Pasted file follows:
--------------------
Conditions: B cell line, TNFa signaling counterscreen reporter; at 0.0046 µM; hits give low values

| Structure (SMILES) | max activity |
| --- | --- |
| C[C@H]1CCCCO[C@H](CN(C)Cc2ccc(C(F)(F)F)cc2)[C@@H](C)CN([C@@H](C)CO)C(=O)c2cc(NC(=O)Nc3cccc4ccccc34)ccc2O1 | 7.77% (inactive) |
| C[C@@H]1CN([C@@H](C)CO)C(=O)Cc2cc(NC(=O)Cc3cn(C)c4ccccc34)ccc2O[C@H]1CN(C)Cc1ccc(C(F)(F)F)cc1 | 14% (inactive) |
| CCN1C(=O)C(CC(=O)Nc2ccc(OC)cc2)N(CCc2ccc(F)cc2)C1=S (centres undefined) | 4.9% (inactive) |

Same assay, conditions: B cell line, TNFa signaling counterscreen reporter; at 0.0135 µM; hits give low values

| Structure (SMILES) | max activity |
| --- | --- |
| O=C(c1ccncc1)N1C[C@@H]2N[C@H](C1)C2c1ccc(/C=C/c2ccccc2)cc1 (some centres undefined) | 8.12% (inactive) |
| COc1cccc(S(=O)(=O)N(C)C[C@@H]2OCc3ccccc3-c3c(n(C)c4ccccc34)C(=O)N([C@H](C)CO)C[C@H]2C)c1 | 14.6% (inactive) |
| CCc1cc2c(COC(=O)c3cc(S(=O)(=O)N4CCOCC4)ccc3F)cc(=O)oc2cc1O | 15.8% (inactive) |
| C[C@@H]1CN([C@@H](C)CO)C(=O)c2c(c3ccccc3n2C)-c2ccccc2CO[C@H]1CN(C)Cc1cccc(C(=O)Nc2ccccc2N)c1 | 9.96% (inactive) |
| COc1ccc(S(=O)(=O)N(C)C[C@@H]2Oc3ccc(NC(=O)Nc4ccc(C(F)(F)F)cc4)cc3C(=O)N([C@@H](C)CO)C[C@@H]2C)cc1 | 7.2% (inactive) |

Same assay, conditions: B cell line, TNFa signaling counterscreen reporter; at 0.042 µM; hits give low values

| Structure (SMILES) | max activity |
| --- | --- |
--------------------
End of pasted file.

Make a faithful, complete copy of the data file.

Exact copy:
Conditions: B cell line, TNFa signaling counterscreen reporter; at 0.0046 µM; hits give low values

| Structure (SMILES) | max activity |
| --- | --- |
| C[C@H]1CCCCO[C@H](CN(C)Cc2ccc(C(F)(F)F)cc2)[C@@H](C)CN([C@@H](C)CO)C(=O)c2cc(NC(=O)Nc3cccc4ccccc34)ccc2O1 | 7.77% (inactive) |
| C[C@@H]1CN([C@@H](C)CO)C(=O)Cc2cc(NC(=O)Cc3cn(C)c4ccccc34)ccc2O[C@H]1CN(C)Cc1ccc(C(F)(F)F)cc1 | 14% (inactive) |
| CCN1C(=O)C(CC(=O)Nc2ccc(OC)cc2)N(CCc2ccc(F)cc2)C1=S (centres undefined) | 4.9% (inactive) |

Same assay, conditions: B cell line, TNFa signaling counterscreen reporter; at 0.0135 µM; hits give low values

| Structure (SMILES) | max activity |
| --- | --- |
| O=C(c1ccncc1)N1C[C@@H]2N[C@H](C1)C2c1ccc(/C=C/c2ccccc2)cc1 (some centres undefined) | 8.12% (inactive) |
| COc1cccc(S(=O)(=O)N(C)C[C@@H]2OCc3ccccc3-c3c(n(C)c4ccccc34)C(=O)N([C@H](C)CO)C[C@H]2C)c1 | 14.6% (inactive) |
| CCc1cc2c(COC(=O)c3cc(S(=O)(=O)N4CCOCC4)ccc3F)cc(=O)oc2cc1O | 15.8% (inactive) |
| C[C@@H]1CN([C@@H](C)CO)C(=O)c2c(c3ccccc3n2C)-c2ccccc2CO[C@H]1CN(C)Cc1cccc(C(=O)Nc2ccccc2N)c1 | 9.96% (inactive) |
| COc1ccc(S(=O)(=O)N(C)C[C@@H]2Oc3ccc(NC(=O)Nc4ccc(C(F)(F)F)cc4)cc3C(=O)N([C@@H](C)CO)C[C@@H]2C)cc1 | 7.2% (inactive) |

Same assay, conditions: B cell line, TNFa signaling counterscreen reporter; at 0.042 µM; hits give low values

| Structure (SMILES) | max activity |
| --- | --- |